[−0.001–0.14] [0.42–0.57] p<10-9 [1.26–2.11] [0.81–0.95]

*Main effect of group. Effects of Age and Gender were not significant for any measure after correction for multiple comparisons.

†q value = p value adjusted for multiple comparisons using the False Discovery Rate method of Benjamini and Hochberg.


[TableWrap ID: T2] Table 2 

Differences between healthy controls and adults with ADHD on No4's attention test


Measures
Controls mean
ADHD mean
ANCOVA* Group F
Effect Size Cohens d'
ROC Area
  [95% CI] [95% CI] †q value [95% CI] [95% CI]
Accuracy (%)
97.46
95.76
16.83
0.76
0.71
 
[97.00–97.93]
[94.87–96.65]
p<0.0006
[0.38–1.13]
[0.62–0.79]
Errors of Omission
0.54
1.5
9.22
0.67
0.71
 
[0.33–0.76]
[0.86–2.13]
p<0.008
[0.32–0.94]
[0.65–0.77]
Errors of Comission
20.48
30.71
11.23
0.64
0.67
 
[16.87–24.09]
[24.84–36.58]
p<0.004
[0.24–1.08]
[0.56–0.78]
Latency (msec)
482.9
481.6
0.11
0.02
0.52
 
[467.1–498.7]
[459.5–503.7]
p>0.7
[−0.38–0.45]
[0.40–0.64]
Latency SD
97.93
119.4
8.75
0.69
0.70
 
[90.38–105.5]
[108.6–130.1]
p<0.008
[0.28–1.12]
[0.60–0.80]
Latency COV
20.37
24.32
13.43
0.76
0.73
 
[19.06–21.67]
[22.58–26.07]
p<0.002
[0.38–1.16]
[0.66–0.80]
Attention Shift
13.95
15.22
2.27
0.27
0.58
 
[12.62–15.28]
[13.93–16.52]
p>0.1
[−0.15–0.67]
[0.50–0.66]
Attentive (% time)
60%
42%
19.28
0.87
0.73
 
[55–65%]
[35–49%]
p<0.0004
[0.49–1.33]
[0.62–0.83]
Distracted (% time)
16%
25%
4.78
0.54
0.65
 
[13–20%]
[19–31%]
p<0.05
[0.10–0.94]
[0.55–0.75]
Impulsive (% time)
23%
32%
7.41
0.51
0.62
 
[19–27%]
[26–39%]
p<0.02
[0.10–0.93]
[0.51–0.74]
Random (% time)
0.22%
0.76%
1.92
0.36
0.54
 
[0.0–0.4%]
[0.1–1.4%]
p>0.1
[−0.08–0.63]
[0.48–0.60]
Minimal (% time)
0.19%
0.99%
4.09
0.44
0.56
  [0.0–0.5%] [0.2–1.8%] p<0.07 [−0.02–0.70] [0.50–0.62]

*Main effect of group. Effects of Age and Gender were not significant for any measure after correction for multiple comparisons.

†q value = p value adjusted for multiple comparisons using the False Discovery Rate method of Benjamini and Hochberg.


[TableWrap ID: T3] Table 3 

Differences between healthy controls and adults with ADHD on Conners' CPT-II attention test


Measures
Controls mean
ADHD mean
ANCOVA* Group F
Effect Size Cohens d’
ROC Area
  [95% CI] [95% CI] †q value [95% CI] [95% CI]
Errors of Omission
1.95
1.79
0.15
0.05
0.47
 
[0.91-2.98]
[0.93-2.65]
p>0.8
[-0.41-0.39]
[0.45-0.60]
Errors of Comission
8.70
12.26
8.30
0.60
0.67
 
[7.26-10.15]
[10.11-14.42]
p<0.03
0.17-1.09
0.58-0.77
Correct Reaction Time (RT)
385.2
389.3
0.01
0.07
0.52
 
[370.5-399.9]
[369.8-408.9]
p>0.9
[-0.34-0.51]
[0.40-0.64]
RT Standard Error (RT SE)
5.31
6.35
8.13
0.55
0.63
 
[4.86-5.77]
[5.65-7.05]
p<0.03
[0.08-0.86]
0.53-0.74
Variability in RT by Blocks
6.76
8.65
7.55
0.48
0.63
 
[5.87-7.65]
[7.14-10.16]
p<0.03
[0.08-0.86]
[0.53-0.74]
Discriminability (d prime)
0.96
0.74
3.95
0.49
0.66
 
[0.84-1.07]
[0.61-0.88]
p<0.09
[0.09-0.96]
[0.58-0.75]
Response Bias (beta)
0.91
0.68
1.45
0.23
0.57
 
[0.62-1.20]
[0.45-0.92]
p<0.3
[-0.17-0.57]
[0.58-0.75]
Perseverative errors
0.19
0.71
7.07
0.46
0.61
 
[0.03-0.36]
[0.19-1.23]
p<0.03
[0.11-0.76]
[0.56-0.66]
Change in RT by Blocks
0
0
0.02
0.08
0.51
 
[-0.007-0.007]
[-0.012-0.017]
p<0.8
[0.36-0.52]
[0.46-0.56]
Change in RT SE by Blocks
0
0
0.02
0.02
0.5
 
[-0.021-0.014]
[-0.034-0.023]
p<0.9
[-0.04-0.46]
[0.45-0.56]
Change in RT by ISI
0.05
0.07
4.5
0.43
0.61
 
[0.035-0.063]
[0.056-0.086]
p<0.08
[0.05-0.90]
[0.58-0.64]
Change in RT SE by ISI
0.01
0.06
4.41
0.39
0.6
  [-0.011-0.039] [0.015-0.095] p<0.08 [-0.02-0.80] [0.55-0.66]

Main effect of group. Effects of Age and Gender were not significant for any measure after correction for multiple comparisons.

†q value = p value adjusted for multiple comparisons using the False Discovery Rate method of Benjamini and Hochberg.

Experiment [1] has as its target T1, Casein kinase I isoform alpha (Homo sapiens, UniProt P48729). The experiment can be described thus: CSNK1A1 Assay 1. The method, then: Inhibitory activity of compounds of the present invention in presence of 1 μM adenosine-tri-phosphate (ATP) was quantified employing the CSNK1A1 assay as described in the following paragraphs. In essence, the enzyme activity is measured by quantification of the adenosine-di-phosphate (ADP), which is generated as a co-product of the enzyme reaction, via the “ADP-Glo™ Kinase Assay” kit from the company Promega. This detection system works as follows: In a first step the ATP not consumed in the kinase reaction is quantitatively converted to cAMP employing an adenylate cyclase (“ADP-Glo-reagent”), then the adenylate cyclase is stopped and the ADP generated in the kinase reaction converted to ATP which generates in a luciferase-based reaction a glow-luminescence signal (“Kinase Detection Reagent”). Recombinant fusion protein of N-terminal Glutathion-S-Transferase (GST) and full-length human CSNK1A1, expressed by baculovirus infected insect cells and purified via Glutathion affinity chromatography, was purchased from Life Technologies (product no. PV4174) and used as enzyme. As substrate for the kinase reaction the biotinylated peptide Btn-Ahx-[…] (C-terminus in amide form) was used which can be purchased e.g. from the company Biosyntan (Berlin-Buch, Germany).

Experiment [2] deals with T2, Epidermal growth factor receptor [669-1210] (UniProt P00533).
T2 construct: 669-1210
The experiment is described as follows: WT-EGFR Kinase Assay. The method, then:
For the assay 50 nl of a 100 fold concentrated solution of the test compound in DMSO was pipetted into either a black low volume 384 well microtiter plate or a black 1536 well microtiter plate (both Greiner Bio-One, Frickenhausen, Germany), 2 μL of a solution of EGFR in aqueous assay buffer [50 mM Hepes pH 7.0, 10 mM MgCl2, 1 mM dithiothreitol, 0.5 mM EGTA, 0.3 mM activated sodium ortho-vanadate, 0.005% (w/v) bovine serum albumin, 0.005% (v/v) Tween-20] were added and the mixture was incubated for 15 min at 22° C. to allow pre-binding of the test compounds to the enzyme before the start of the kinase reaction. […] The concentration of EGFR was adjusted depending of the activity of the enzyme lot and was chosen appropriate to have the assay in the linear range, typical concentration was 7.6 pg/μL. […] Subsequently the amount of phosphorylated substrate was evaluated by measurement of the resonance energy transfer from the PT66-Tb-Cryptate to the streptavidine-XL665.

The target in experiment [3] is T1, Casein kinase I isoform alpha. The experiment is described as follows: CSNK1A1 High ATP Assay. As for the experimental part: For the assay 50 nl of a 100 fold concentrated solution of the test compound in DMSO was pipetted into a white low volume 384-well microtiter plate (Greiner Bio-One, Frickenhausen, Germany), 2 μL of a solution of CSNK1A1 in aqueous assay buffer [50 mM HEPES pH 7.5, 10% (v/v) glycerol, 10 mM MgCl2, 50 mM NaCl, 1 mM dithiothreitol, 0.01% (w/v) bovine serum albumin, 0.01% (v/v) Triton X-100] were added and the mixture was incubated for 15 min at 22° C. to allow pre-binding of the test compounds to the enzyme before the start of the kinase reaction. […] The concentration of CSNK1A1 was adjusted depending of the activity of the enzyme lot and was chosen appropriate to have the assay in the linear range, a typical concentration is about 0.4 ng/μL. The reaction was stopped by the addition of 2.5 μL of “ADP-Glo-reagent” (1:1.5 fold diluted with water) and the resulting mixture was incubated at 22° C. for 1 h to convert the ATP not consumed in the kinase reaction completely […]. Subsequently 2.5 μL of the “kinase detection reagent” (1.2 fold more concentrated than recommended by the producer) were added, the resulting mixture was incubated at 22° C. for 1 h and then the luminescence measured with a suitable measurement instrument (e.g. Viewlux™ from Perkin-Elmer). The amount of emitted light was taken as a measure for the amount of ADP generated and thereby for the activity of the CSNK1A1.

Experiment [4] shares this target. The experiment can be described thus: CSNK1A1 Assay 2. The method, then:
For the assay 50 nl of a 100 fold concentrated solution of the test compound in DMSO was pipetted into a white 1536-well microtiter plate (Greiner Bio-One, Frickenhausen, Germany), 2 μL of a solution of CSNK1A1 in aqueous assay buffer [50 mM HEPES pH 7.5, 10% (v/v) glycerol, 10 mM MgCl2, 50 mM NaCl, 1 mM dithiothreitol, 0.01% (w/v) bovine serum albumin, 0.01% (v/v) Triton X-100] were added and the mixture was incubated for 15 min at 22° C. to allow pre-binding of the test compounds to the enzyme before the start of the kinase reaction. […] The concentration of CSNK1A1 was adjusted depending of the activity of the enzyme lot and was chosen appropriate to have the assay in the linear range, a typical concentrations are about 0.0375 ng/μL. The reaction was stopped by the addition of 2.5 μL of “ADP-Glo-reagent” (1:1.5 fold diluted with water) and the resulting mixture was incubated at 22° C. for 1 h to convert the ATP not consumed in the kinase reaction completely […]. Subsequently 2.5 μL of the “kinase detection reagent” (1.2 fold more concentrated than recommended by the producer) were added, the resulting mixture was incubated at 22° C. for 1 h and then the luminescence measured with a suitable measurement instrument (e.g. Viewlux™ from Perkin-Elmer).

[TableWrap ID: T4] Table 4 

Correlation coefficients and 95% confidence intervals indicating relationships between Brown Attention Deficit Disorder executive function ratings and composite measures of activity and inattention


Brown ADHD Ratings CPT-II Confidence Index Distraction Composite Activity Composite Discriminative Index
Activation
0.25 [0.03–0.44]
0.23 [0.01–0.43]
0.51 [0.33–0.66]
0.66 [0.52–0.77]
Attention
0.23 [0.01–0.43]
0.28 [0.06–0.47]
0.54 [0.37–0.68]
0.72 [0.59–0.81]
Effort
0.33 [0.11–0.51]
0.28 [0.07–0.48]
0.51 [0.33–0.66]
0.60 [0.44–0.73]
Affective Control
0.23 [0.00–0.43]
0.23 [0.01–0.43]
0.40 [0.19–0.57]
0.52 [0.34–0.67]
Memory
0.28 [0.06–0.47]
0.26 [0.04–0.45]
0.49 [0.30–0.64]
0.62 [0.46–0.74]
TOTAL SCORE 0.28 [0.06–0.47] 0.28 [0.06–0.47] 0.54 [0.36–0.68] 0.68 [0.54–0.79]

[TableWrap ID: T5] Table 5 

Comparison of predictive discriminatory accuracy of cross-validated models using measures of activity versus attention


Criteria
Linear Discriminant Analysis
General Linear Model
Multinomial Logistic Regession
  No 4's Attn CPT-II Attn Activity No 4's Attn CPT-II Attn Activity No 4's Attn CPT-II Attn Activity
Accuracy
0.659
0.670
0.768ab
0.650
0.663
0.766ab
0.703
0.706
0.801ab
Kappa
0.257
0.281
0.505ab
0.240
0.269
0.504ab
0.360
0.360
0.583ab
ROC-AUC
0.671
0.712
0.821ab
0.661
0.692
0.800ab
0.722
0.729
0.839ab
Sensitivity
0.786
0.790
0.835cd
0.752
0.776
0.816ef
0.800
0.821
0.829
Specificity
0.462
0.482
0.665ab
0.491
0.486
0.687ab
0.552
0.528
0.758ab
Criteria
Neural Network
Support Vector Machine
Random Forest Classification
 
No 4's Attn
CPT-II Attn
Activity
No 4's Attn
CPT-II Attn
Activity
No 4's Attn
CPT-II Attn
Activity
Accuracy
0.659
0.677
0.809ab
0.720
0.709
0.817ab
0.663
0.624
0.842ab
Kappa
0.273
0.299
0.607ab
0.396
0.376
0.621ab
0.292
0.191
0.676ab
ROC-AUC
0.687
0.711
0.816ab
0.731
0.753
0.829ab
0.661
0.673
0.889ab
Sensitivity
0.742
0.769
0.801ab
0.811
0.793
0.807
0.753
0.775
0.828ab
Specificity 0.528 0.534 0.802ab 0.578 0.578 0.833ab 0.543 0.415 0.870ab

aActivity > No4's Attention p < 10–15, bActivity > CPT-II Attention p < 10–15.

cActivity > No4's Attention p < 10–6, dActivity > CPT-II Attention p < 10–5.

eActivity > No4's Attention p < 10–8, fActivity > CPT-II Attention p < 0.0001.



Article Categories:
  • Research Article

Keywords: ADHD, Attention, Hyperactivity, Impulsivity, Laboratory Tests, Biomarkers, Receiver Operating Characteristic, Executive Functions.